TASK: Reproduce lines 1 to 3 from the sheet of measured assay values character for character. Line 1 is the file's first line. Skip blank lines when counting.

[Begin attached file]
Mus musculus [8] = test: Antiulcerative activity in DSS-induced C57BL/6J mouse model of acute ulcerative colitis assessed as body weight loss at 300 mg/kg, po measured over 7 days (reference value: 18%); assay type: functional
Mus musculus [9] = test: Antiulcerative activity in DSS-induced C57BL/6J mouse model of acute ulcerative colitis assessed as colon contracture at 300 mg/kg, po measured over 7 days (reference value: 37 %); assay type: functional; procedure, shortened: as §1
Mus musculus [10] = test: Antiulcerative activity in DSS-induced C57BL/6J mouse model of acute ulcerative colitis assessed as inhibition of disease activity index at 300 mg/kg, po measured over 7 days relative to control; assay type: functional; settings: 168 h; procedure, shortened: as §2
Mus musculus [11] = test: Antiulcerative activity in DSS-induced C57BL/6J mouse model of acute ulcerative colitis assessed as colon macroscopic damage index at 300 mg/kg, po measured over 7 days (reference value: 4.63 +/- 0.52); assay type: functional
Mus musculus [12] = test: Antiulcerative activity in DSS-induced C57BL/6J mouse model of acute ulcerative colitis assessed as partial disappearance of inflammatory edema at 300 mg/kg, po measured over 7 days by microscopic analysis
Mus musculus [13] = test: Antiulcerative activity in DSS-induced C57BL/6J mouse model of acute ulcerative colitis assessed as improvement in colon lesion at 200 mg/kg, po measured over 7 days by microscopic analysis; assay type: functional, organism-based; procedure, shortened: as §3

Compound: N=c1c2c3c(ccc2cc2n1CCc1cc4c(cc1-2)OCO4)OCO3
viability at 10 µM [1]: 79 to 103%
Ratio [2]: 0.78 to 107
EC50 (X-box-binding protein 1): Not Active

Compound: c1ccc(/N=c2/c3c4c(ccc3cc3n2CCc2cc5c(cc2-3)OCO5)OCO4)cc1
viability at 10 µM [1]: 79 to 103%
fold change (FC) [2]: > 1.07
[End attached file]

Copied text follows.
Mus musculus [8] = test: Antiulcerative activity in DSS-induced C57BL/6J mouse model of acute ulcerative colitis assessed as body weight loss at 300 mg/kg, po measured over 7 days (reference value: 18%); assay type: functional
Mus musculus [9] = test: Antiulcerative activity in DSS-induced C57BL/6J mouse model of acute ulcerative colitis assessed as colon contracture at 300 mg/kg, po measured over 7 days (reference value: 37 %); assay type: functional; procedure, shortened: as §1
Mus musculus [10] = test: Antiulcerative activity in DSS-induced C57BL/6J mouse model of acute ulcerative colitis assessed as inhibition of disease activity index at 300 mg/kg, po measured over 7 days relative to control; assay type: functional; settings: 168 h; procedure, shortened: as §2